The case of a man who put burning tissue paper through the letter box of a mosque in Folkestone where an imam was sleeping is not being treated as a hate crime because the perpetrator was drunk.
A judge heard the attack was not a hate crime because 29-year-old Phillip Donovan was drunk.
Donovan, who was living near the mosque in Foord Road South at the time, also set a VW car alight in the same street.
But he escaped going straight to prison after Canterbury Crown Court heard he had drank up to 13 cans of lager before the attack in March this year.
His lawyer, Kerry Waitt, said Donovan, who now lives in Inglesby Road, Canterbury, has a low IQ and a psychiatric report revealed he was someone vulnerable to suggestions by others.
Prosecutor David McNeill said the arsonist was caught on CCTV carrying lighted paper to the mosque.
Mr McNeill said: “Fortunately the tissue paper fell on the outside and not on to the floor of the mosque, where there was dry carpet.
“No damage was caused to the mosque; had the tissue fallen inside, then far more
serious harm could have been caused.”
Donovan pleaded guilty to two charges of reckless arson and was given an 18-month jail sentence, suspended for two years.
The court heard how the car owner, Michal Miskovic, left her home at 4am to find the rear of her vehicle alight.
Mr McNeill said: “It wasn’t clear how the fire had started. She called her husband and he put out the fire by pouring water over it.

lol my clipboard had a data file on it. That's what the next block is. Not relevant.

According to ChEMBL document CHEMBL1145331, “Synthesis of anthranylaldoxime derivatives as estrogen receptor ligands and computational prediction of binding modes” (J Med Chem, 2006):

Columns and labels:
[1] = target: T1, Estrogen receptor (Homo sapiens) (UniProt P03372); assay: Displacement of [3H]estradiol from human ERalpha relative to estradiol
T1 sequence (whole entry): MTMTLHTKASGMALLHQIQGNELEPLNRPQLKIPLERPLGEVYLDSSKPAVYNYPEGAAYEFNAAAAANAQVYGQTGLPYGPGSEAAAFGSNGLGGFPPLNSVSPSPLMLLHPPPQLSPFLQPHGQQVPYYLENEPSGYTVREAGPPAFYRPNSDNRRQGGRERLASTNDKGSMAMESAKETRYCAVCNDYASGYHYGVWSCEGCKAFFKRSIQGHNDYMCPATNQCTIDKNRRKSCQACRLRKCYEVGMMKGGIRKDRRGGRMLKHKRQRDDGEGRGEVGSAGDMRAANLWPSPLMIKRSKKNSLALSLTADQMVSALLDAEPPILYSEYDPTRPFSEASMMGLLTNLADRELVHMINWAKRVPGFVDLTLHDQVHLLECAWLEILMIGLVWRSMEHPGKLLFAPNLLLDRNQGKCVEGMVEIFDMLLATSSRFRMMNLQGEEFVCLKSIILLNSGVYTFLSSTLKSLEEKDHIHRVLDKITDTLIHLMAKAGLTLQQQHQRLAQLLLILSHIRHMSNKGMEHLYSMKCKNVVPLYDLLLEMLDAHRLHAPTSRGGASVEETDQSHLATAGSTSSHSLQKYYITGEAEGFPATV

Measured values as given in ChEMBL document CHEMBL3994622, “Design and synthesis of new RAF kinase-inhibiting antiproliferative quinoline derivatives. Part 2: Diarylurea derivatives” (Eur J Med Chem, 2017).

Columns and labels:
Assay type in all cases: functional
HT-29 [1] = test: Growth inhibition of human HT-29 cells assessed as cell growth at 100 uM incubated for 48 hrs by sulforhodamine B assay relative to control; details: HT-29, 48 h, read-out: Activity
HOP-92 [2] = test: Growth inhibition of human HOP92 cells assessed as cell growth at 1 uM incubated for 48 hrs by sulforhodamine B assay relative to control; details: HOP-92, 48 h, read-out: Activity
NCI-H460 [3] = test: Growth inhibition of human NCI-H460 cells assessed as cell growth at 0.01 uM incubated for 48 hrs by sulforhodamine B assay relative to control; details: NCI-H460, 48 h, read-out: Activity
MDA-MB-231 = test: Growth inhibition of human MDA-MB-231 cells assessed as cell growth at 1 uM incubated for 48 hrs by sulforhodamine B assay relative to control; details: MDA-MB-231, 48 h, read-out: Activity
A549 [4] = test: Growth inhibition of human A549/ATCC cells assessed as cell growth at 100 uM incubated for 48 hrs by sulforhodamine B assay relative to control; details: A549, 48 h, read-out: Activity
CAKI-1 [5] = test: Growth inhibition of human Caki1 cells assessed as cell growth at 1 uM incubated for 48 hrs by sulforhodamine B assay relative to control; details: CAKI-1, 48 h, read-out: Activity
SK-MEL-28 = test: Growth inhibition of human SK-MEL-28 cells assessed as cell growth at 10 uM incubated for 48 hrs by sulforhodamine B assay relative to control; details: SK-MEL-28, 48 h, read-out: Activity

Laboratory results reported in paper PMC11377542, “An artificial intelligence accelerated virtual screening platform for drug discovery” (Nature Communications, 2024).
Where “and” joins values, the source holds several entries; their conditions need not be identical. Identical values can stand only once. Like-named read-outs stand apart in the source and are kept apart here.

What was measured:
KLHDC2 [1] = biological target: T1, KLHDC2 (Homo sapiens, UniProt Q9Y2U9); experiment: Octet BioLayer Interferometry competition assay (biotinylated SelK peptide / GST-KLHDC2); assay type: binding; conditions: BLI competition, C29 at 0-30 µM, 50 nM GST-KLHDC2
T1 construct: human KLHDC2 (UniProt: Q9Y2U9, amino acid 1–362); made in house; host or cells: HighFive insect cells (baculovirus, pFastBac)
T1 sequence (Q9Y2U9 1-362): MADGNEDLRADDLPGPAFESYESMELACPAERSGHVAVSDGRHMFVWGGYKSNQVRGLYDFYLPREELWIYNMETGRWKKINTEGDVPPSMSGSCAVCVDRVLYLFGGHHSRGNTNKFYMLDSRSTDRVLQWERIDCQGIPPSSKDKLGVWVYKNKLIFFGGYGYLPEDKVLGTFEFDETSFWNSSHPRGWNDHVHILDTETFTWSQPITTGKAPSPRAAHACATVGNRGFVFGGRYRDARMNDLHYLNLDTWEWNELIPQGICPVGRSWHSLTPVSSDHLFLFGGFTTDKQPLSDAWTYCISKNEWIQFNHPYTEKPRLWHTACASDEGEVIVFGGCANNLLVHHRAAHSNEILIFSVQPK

“Near the car was a piece of burning wood, which seems to have been taken from a nearby garden fence. The back of the car was significantly damaged.”
The prosecutor said police officers were alerted and discovered tissue paper had been put through the letterbox of the nearby mosque, where Imam Abdul Awal was asleep in one of the rooms.
Mr McNeill said: “They retrieved CCTV which showed Donovan approaching the mosque at 4.02am.
“He was stumbling and seemed to be drunk. He was carrying tissues which were on fire.”
Donovan was arrested and told officers he did not belong to any hate groups, which was accepted by the Crown Prosecution Service.
He also admitted being depressed and having suicidal feelings and had stabbed himself in the leg before police had arrived, the court was told.
Mr Waitt said CCTV revealed others were present who “may have encouraged him to behave in this way”.
He said: “This is not a case where there is any suggestion of a racial element to the crime, no suggestion he harbours any unkind thoughts towards any religion or race.
“Neither has he any fascination with fire and has no history of starting fires.”
Donovan was ordered to pay £250 compensation.